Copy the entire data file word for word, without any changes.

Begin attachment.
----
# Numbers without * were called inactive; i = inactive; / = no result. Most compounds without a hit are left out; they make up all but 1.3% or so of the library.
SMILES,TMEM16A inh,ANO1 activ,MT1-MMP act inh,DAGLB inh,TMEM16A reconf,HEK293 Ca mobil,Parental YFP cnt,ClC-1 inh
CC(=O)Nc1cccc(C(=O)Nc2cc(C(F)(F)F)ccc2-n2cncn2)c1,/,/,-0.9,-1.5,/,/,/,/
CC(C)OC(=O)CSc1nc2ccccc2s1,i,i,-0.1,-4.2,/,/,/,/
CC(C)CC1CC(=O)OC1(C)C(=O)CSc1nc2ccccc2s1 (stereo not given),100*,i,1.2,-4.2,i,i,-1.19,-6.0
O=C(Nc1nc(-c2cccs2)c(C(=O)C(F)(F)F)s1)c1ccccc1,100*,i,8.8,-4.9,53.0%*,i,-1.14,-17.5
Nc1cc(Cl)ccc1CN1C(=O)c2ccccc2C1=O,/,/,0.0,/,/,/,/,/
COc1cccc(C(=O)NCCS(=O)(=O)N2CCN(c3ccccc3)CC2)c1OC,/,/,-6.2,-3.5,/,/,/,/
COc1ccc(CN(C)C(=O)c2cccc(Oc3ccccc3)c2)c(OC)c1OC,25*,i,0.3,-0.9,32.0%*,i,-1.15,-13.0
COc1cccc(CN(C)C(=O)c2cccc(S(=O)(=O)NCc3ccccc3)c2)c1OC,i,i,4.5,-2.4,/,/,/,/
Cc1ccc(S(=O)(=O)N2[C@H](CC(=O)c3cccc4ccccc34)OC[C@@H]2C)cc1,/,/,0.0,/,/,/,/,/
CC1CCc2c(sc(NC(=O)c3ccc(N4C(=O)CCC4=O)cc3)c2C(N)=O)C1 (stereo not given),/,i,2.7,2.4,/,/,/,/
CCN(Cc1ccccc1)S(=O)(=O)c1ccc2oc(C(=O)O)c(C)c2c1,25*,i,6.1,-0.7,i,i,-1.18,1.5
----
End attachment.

# Numbers without * were called inactive; i = inactive; / = no result. Most compounds without a hit are left out; they make up all but 1.3% or so of the library.
SMILES,TMEM16A inh,ANO1 activ,MT1-MMP act inh,DAGLB inh,TMEM16A reconf,HEK293 Ca mobil,Parental YFP cnt,ClC-1 inh
CC(=O)Nc1cccc(C(=O)Nc2cc(C(F)(F)F)ccc2-n2cncn2)c1,/,/,-0.9,-1.5,/,/,/,/
CC(C)OC(=O)CSc1nc2ccccc2s1,i,i,-0.1,-4.2,/,/,/,/
CC(C)CC1CC(=O)OC1(C)C(=O)CSc1nc2ccccc2s1 (stereo not given),100*,i,1.2,-4.2,i,i,-1.19,-6.0
O=C(Nc1nc(-c2cccs2)c(C(=O)C(F)(F)F)s1)c1ccccc1,100*,i,8.8,-4.9,53.0%*,i,-1.14,-17.5
Nc1cc(Cl)ccc1CN1C(=O)c2ccccc2C1=O,/,/,0.0,/,/,/,/,/
COc1cccc(C(=O)NCCS(=O)(=O)N2CCN(c3ccccc3)CC2)c1OC,/,/,-6.2,-3.5,/,/,/,/
COc1ccc(CN(C)C(=O)c2cccc(Oc3ccccc3)c2)c(OC)c1OC,25*,i,0.3,-0.9,32.0%*,i,-1.15,-13.0
COc1cccc(CN(C)C(=O)c2cccc(S(=O)(=O)NCc3ccccc3)c2)c1OC,i,i,4.5,-2.4,/,/,/,/
Cc1ccc(S(=O)(=O)N2[C@H](CC(=O)c3cccc4ccccc34)OC[C@@H]2C)cc1,/,/,0.0,/,/,/,/,/
CC1CCc2c(sc(NC(=O)c3ccc(N4C(=O)CCC4=O)cc3)c2C(N)=O)C1 (stereo not given),/,i,2.7,2.4,/,/,/,/
CCN(Cc1ccccc1)S(=O)(=O)c1ccc2oc(C(=O)O)c(C)c2c1,25*,i,6.1,-0.7,i,i,-1.18,1.5